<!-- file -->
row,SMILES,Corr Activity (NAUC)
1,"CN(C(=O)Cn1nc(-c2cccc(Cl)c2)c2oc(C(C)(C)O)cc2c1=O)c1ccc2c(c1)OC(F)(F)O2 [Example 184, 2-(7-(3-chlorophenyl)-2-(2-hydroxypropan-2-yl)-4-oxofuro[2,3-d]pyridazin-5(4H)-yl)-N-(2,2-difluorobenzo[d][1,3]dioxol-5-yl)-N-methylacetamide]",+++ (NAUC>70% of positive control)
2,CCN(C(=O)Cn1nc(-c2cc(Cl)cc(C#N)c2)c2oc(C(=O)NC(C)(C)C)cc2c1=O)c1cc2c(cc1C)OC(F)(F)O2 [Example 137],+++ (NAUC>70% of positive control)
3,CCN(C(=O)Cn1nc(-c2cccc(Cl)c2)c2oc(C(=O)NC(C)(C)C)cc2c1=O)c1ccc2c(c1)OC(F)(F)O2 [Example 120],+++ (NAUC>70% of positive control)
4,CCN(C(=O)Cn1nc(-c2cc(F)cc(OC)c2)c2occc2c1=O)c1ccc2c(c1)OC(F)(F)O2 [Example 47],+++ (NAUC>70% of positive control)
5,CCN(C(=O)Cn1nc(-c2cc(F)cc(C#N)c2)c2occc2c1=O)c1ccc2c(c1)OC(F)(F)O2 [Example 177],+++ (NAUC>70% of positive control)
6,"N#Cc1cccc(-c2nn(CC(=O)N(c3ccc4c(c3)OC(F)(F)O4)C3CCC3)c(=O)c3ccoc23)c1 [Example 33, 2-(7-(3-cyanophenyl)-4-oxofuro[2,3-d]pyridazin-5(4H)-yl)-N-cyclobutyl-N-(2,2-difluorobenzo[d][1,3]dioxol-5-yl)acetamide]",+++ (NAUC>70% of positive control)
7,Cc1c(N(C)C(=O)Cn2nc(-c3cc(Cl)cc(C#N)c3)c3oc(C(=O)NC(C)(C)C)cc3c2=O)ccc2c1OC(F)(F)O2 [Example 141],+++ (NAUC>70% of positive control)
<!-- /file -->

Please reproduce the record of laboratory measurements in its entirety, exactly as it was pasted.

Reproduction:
row,SMILES,Corr Activity (NAUC)
1,"CN(C(=O)Cn1nc(-c2cccc(Cl)c2)c2oc(C(C)(C)O)cc2c1=O)c1ccc2c(c1)OC(F)(F)O2 [Example 184, 2-(7-(3-chlorophenyl)-2-(2-hydroxypropan-2-yl)-4-oxofuro[2,3-d]pyridazin-5(4H)-yl)-N-(2,2-difluorobenzo[d][1,3]dioxol-5-yl)-N-methylacetamide]",+++ (NAUC>70% of positive control)
2,CCN(C(=O)Cn1nc(-c2cc(Cl)cc(C#N)c2)c2oc(C(=O)NC(C)(C)C)cc2c1=O)c1cc2c(cc1C)OC(F)(F)O2 [Example 137],+++ (NAUC>70% of positive control)
3,CCN(C(=O)Cn1nc(-c2cccc(Cl)c2)c2oc(C(=O)NC(C)(C)C)cc2c1=O)c1ccc2c(c1)OC(F)(F)O2 [Example 120],+++ (NAUC>70% of positive control)
4,CCN(C(=O)Cn1nc(-c2cc(F)cc(OC)c2)c2occc2c1=O)c1ccc2c(c1)OC(F)(F)O2 [Example 47],+++ (NAUC>70% of positive control)
5,CCN(C(=O)Cn1nc(-c2cc(F)cc(C#N)c2)c2occc2c1=O)c1ccc2c(c1)OC(F)(F)O2 [Example 177],+++ (NAUC>70% of positive control)
6,"N#Cc1cccc(-c2nn(CC(=O)N(c3ccc4c(c3)OC(F)(F)O4)C3CCC3)c(=O)c3ccoc23)c1 [Example 33, 2-(7-(3-cyanophenyl)-4-oxofuro[2,3-d]pyridazin-5(4H)-yl)-N-cyclobutyl-N-(2,2-difluorobenzo[d][1,3]dioxol-5-yl)acetamide]",+++ (NAUC>70% of positive control)
7,Cc1c(N(C)C(=O)Cn2nc(-c3cc(Cl)cc(C#N)c3)c3oc(C(=O)NC(C)(C)C)cc3c2=O)ccc2c1OC(F)(F)O2 [Example 141],+++ (NAUC>70% of positive control)